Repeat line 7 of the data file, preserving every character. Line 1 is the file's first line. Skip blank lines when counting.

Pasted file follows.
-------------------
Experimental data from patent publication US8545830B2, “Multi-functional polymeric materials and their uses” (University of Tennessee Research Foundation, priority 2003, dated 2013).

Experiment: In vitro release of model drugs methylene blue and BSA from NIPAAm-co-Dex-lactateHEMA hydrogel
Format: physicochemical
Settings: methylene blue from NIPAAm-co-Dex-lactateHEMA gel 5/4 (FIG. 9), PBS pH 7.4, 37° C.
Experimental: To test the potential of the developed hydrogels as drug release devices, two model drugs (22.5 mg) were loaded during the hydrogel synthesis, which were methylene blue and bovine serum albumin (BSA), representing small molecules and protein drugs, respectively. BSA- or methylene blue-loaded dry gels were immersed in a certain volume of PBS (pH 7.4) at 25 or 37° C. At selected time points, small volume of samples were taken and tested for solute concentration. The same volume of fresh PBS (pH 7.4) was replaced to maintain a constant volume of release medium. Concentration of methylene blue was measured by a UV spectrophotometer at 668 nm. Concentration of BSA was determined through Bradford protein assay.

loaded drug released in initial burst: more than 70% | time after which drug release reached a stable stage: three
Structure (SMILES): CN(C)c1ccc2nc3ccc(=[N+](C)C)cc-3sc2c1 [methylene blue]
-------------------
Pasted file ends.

Structure (SMILES): CN(C)c1ccc2nc3ccc(=[N+](C)C)cc-3sc2c1 [methylene blue]